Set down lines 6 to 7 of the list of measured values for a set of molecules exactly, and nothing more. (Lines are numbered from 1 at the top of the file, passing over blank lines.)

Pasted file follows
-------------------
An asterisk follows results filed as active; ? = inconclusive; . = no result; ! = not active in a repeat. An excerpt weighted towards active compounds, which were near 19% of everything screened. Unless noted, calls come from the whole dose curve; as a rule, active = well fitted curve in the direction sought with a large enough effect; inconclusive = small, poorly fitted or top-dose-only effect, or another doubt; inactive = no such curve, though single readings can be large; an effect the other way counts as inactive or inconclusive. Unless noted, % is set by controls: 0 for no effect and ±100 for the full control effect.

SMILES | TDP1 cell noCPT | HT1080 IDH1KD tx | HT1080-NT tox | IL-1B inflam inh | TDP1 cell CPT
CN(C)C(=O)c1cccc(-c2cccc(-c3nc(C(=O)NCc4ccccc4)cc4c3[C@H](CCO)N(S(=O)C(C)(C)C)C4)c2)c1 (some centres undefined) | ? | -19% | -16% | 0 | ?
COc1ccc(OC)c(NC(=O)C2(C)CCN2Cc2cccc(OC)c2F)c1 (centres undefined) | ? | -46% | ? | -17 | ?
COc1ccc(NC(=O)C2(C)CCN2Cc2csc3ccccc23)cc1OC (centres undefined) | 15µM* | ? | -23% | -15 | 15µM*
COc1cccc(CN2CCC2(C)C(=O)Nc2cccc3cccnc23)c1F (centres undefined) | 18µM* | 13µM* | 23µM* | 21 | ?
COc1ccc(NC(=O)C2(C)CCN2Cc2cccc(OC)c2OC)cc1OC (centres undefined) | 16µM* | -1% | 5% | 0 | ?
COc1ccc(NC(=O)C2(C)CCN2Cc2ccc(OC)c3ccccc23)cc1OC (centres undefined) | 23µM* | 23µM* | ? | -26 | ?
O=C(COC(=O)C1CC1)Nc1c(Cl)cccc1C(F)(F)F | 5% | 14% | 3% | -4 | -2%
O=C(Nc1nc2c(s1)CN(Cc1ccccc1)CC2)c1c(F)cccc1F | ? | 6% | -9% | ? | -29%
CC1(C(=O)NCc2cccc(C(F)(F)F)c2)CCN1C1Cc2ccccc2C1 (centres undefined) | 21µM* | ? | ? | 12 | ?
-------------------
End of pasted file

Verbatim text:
COc1cccc(CN2CCC2(C)C(=O)Nc2cccc3cccnc23)c1F (centres undefined) | 18µM* | 13µM* | 23µM* | 21 | ?
COc1ccc(NC(=O)C2(C)CCN2Cc2cccc(OC)c2OC)cc1OC (centres undefined) | 16µM* | -1% | 5% | 0 | ?